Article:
2. Governor Ron DeSantis. [OCTAVIO JONES   |   Times] "OCTAVIO JONES   |   TIMES"  |  Tampa Bay Times
    Here’s what readers had to say in Tuesday’s paper.
  3. Chris Corr is the president of Raydient Places & Properties, Rayonier, and the chair of the Florida Council of 100, a nonpartisan group of business and civic leaders. Tim Nickens
    The Council of 100 focuses on new strategies to recruit and retain the best teachers. | Column
  4. Oil can be seen in the Gulf of Mexico, more than 50 miles southeast of Venice on Louisiana's tip, as a large plume of smoke rises from fires on BP's Deepwater Horizon offshore oil rig in April 2010.  [Associated Press]
    The House has voted to permanently ban oil drilling off the Gulf Coast. Now the Senate should approve it.
  5. Oscar-winning pop star Sam Smith, who is non-binary, announced Friday that they now use "they/them" as their third-person pronouns. On social media, they said that "after a lifetime of being at war with my gender I’ve decided to embrace myself for who I am ..." JOEL C RYAN  |  Joel C Ryan/Invision/AP
    The singer now uses they/them pronouns. It shouldn’t be hard for reporters to recognize — and explain — gender non-binary terms. | Ashley Dye
  6. After more than 18 years as a Times columnist, Ernest Hooper starts a new chapter as assistant sports editor. JAMES BORCHUCK  |  Tampa Bay Times
    After more than 18 years as a Times columnist, Ernest Hooper starts a new chapter as assistant sports editor.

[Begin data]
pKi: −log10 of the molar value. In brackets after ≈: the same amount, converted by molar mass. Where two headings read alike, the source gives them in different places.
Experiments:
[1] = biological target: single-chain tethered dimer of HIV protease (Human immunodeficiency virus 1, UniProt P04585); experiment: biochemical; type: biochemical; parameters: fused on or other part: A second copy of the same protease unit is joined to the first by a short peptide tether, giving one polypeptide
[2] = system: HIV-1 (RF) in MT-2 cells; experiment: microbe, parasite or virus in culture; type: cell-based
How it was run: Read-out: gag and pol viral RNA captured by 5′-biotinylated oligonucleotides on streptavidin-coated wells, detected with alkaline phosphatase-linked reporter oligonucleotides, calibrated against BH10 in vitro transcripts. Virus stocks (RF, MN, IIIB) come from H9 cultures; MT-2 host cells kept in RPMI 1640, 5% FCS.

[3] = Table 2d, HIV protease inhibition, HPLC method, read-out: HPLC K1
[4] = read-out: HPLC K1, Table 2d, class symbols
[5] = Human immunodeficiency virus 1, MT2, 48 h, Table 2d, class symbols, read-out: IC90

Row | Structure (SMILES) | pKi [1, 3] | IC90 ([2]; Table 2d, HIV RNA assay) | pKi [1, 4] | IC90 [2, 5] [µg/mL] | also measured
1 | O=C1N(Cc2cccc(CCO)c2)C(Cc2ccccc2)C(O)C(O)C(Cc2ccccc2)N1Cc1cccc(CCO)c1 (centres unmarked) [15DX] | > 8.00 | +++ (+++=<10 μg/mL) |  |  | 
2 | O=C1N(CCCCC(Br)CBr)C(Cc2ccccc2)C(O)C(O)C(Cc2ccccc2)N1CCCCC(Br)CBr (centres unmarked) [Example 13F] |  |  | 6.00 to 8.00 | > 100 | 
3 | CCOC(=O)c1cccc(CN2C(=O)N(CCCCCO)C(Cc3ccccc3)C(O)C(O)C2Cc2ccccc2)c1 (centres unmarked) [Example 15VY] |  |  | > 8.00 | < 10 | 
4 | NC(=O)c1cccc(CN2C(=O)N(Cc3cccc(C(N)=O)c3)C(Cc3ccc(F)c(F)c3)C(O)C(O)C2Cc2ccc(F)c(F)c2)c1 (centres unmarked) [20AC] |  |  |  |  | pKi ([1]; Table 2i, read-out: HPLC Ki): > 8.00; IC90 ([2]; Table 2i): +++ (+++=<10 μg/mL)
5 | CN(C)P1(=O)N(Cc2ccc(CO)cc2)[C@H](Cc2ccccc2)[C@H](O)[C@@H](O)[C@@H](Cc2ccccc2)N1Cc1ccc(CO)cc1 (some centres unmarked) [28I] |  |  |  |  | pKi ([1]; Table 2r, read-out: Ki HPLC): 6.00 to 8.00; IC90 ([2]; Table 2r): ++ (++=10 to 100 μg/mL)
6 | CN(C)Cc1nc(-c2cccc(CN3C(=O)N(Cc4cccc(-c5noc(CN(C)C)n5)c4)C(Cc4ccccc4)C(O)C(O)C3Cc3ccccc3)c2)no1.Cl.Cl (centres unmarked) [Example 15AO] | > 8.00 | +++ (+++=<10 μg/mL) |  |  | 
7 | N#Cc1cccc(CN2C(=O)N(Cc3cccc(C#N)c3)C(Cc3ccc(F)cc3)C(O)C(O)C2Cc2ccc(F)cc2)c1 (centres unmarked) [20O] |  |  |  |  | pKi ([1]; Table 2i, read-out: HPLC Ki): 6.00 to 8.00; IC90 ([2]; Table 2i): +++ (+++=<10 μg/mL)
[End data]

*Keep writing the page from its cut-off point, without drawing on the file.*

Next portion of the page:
7. Firemen and ambulance attendants remove a body from the Sixteenth Street Baptist Church, where an explosion ripped the structure during services Sept.15,1963 . Associated Press
    Fifty-six years ago, a bomb blew apart the Sixteenth Street Baptist Church, killing four girls and injuring dozens more.
  8. In their political afterlife, former politicians and their staffers are hoarding unspent campaign donations for years and using them to finance their lifestyles, advance new careers and pay family members, an investigation by the Tampa Bay Times, 10News WTSP and TEGNA-owned TV stations found. CHRISTOPHER O'DONNELL  |  Steve Madden
    Reps. Gus Bilirakis and Kathy Castor are still pushing the House to take up the reform legislation. It’s past time.
  9. Yesterday• Letters to the Editor
    High tide from offshore hurricane Michael creeps up into the Sponge Docks in Tarpon Springs Wednesday afternoon after the Anclote River backs up. Jim Damaske
    Here’s what readers had to say in Monday’s paper.
  10. Activist Greta Thunberg, foreground, participates in a climate protest, in central Stockholm Sweden. PONTUS LUNDAHL  |  AP
    Here’s some interesting commentary from the opposite poles of the political spectrum.
Advertisement
Advertisement
Advertisement